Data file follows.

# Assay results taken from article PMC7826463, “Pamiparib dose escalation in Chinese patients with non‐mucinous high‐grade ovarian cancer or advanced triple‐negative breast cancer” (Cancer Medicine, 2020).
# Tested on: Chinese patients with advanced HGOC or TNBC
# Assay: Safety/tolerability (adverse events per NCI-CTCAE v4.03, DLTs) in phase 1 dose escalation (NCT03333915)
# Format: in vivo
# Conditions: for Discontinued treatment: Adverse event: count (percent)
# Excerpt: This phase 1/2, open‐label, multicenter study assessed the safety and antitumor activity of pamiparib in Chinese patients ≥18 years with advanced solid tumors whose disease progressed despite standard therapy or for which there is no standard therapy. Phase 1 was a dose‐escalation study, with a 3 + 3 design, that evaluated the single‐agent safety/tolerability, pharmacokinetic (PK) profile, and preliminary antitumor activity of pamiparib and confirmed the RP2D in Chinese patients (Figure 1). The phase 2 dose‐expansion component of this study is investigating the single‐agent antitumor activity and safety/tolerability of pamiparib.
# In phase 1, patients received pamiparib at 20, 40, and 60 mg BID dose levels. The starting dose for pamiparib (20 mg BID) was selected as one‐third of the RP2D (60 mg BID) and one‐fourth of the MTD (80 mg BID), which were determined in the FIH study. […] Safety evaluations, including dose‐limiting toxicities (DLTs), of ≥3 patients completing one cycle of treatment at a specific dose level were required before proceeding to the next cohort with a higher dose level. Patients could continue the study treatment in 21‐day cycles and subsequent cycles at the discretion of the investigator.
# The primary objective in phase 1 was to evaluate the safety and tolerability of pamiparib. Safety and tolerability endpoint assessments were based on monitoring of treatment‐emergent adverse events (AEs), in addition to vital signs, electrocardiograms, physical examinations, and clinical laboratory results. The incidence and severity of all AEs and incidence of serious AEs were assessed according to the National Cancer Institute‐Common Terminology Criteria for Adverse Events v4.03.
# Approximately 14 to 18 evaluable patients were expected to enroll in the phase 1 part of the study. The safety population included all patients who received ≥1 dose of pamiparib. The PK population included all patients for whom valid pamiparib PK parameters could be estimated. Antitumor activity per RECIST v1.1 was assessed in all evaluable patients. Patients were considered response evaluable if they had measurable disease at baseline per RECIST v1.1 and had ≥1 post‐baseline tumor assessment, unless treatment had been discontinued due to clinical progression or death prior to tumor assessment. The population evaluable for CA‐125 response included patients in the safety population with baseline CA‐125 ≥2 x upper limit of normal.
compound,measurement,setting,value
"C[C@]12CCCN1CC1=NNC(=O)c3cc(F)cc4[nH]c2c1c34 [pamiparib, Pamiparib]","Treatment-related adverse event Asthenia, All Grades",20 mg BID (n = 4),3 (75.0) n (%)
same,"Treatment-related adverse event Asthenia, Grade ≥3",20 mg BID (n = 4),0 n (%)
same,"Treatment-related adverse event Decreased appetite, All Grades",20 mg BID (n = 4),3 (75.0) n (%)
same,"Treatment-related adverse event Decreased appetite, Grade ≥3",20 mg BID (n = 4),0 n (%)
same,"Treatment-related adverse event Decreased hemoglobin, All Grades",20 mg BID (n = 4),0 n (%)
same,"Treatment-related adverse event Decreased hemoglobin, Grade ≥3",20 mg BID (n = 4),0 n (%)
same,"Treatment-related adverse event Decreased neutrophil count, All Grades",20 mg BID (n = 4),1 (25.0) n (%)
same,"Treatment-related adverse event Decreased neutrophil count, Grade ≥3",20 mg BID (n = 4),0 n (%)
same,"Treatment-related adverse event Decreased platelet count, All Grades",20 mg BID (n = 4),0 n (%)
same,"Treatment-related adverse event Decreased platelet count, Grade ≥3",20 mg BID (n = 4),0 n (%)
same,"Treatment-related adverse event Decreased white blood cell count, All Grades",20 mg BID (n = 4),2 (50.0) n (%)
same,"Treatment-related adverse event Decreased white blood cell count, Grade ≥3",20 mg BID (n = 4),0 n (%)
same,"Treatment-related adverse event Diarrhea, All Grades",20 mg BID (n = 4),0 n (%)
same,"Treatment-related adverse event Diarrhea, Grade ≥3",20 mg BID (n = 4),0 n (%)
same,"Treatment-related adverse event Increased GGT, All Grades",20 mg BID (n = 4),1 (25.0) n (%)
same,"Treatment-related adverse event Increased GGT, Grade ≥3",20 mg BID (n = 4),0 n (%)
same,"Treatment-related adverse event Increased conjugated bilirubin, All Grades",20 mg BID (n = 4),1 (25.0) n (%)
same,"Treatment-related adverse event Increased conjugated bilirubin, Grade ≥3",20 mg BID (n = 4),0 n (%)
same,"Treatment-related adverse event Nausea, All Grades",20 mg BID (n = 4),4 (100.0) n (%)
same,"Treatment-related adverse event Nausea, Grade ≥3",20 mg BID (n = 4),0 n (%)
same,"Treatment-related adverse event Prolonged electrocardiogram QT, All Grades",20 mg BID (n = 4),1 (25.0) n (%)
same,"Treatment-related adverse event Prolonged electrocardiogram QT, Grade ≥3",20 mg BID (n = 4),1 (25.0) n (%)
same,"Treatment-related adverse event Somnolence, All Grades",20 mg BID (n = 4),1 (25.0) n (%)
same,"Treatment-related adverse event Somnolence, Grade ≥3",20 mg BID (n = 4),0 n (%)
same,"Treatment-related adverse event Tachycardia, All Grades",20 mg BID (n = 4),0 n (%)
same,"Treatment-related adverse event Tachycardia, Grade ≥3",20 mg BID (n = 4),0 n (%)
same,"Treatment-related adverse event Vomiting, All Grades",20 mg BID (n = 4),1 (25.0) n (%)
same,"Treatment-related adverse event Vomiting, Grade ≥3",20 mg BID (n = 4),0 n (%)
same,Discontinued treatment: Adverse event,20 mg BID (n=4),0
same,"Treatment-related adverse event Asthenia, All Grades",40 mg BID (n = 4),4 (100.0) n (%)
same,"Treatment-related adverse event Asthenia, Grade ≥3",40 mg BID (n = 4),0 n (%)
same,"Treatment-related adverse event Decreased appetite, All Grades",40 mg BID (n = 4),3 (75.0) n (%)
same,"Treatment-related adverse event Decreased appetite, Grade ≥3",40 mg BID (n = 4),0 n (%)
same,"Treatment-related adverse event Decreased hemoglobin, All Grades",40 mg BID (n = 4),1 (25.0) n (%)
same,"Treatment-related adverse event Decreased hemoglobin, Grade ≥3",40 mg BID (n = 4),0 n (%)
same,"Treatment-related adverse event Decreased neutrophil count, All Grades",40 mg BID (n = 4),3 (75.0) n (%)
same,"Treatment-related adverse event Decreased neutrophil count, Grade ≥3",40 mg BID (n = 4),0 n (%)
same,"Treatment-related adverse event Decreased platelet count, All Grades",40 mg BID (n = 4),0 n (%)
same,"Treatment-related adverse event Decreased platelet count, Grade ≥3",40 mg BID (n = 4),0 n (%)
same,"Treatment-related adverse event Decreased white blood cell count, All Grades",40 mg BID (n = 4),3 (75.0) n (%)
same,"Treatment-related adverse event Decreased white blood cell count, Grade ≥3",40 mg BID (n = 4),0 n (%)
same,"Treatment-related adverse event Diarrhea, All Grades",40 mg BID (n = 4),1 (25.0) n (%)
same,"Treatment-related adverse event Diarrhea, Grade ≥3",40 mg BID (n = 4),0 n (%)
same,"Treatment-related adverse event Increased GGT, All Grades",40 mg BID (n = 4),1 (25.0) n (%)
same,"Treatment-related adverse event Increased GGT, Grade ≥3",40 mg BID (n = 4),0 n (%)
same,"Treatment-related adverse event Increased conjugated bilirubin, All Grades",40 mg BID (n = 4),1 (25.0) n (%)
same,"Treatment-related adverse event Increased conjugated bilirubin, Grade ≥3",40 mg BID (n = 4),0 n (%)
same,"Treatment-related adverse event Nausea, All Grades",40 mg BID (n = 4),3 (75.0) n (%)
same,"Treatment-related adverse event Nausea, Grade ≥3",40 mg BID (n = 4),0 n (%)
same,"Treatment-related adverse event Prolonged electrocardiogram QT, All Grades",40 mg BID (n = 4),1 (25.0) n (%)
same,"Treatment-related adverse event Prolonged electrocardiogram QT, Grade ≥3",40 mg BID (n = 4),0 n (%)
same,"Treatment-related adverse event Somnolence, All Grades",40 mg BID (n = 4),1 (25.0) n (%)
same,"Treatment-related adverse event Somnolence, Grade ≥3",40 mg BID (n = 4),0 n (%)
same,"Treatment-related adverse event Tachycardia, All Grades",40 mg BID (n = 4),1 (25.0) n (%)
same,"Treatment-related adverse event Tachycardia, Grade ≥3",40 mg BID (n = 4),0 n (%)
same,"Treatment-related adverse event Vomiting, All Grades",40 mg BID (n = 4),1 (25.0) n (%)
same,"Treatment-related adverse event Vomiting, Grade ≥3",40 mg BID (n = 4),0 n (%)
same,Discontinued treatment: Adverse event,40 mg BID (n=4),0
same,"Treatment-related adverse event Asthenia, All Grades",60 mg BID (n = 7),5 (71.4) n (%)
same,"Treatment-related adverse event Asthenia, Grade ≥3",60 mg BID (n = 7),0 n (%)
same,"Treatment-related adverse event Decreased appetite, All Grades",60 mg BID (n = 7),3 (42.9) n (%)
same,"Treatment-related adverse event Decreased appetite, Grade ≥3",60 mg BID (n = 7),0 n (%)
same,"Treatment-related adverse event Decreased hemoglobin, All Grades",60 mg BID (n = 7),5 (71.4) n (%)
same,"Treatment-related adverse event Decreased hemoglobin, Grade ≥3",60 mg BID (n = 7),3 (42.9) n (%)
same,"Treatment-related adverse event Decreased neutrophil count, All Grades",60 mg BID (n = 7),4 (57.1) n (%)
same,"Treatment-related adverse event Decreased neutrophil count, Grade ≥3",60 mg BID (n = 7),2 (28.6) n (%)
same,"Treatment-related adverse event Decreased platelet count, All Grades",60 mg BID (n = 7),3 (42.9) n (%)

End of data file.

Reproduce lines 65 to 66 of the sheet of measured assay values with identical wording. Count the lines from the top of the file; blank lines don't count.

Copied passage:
same,"Treatment-related adverse event Tachycardia, Grade ≥3",40 mg BID (n = 4),0 n (%)
same,"Treatment-related adverse event Vomiting, All Grades",40 mg BID (n = 4),1 (25.0) n (%)